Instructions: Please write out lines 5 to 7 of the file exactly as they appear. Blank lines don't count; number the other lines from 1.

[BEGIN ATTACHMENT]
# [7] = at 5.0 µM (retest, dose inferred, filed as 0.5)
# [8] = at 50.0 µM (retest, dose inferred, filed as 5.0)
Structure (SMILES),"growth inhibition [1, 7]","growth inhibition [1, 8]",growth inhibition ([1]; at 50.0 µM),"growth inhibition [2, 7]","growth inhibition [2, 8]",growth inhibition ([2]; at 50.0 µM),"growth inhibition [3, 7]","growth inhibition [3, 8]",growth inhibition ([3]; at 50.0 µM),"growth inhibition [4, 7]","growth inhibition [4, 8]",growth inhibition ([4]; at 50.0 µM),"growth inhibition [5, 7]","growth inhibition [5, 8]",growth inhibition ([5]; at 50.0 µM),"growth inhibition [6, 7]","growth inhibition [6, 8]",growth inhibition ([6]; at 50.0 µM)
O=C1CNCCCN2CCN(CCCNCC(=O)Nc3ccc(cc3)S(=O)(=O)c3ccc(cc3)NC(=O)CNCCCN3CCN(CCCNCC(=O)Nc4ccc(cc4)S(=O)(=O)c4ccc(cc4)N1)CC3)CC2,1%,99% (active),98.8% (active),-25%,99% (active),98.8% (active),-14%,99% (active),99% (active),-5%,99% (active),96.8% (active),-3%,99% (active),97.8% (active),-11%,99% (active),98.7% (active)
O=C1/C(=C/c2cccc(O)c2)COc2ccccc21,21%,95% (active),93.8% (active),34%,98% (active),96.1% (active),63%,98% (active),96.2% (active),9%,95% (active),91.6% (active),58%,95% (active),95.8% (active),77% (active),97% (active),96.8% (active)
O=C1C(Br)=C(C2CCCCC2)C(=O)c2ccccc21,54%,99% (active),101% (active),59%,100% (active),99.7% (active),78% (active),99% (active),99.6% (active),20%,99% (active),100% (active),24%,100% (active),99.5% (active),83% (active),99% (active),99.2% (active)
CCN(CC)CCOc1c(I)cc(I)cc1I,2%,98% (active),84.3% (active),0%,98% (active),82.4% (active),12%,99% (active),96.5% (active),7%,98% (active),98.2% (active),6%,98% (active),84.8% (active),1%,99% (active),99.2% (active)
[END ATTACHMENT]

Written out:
O=C1/C(=C/c2cccc(O)c2)COc2ccccc21,21%,95% (active),93.8% (active),34%,98% (active),96.1% (active),63%,98% (active),96.2% (active),9%,95% (active),91.6% (active),58%,95% (active),95.8% (active),77% (active),97% (active),96.8% (active)
O=C1C(Br)=C(C2CCCCC2)C(=O)c2ccccc21,54%,99% (active),101% (active),59%,100% (active),99.7% (active),78% (active),99% (active),99.6% (active),20%,99% (active),100% (active),24%,100% (active),99.5% (active),83% (active),99% (active),99.2% (active)
CCN(CC)CCOc1c(I)cc(I)cc1I,2%,98% (active),84.3% (active),0%,98% (active),82.4% (active),12%,99% (active),96.5% (active),7%,98% (active),98.2% (active),6%,98% (active),84.8% (active),1%,99% (active),99.2% (active)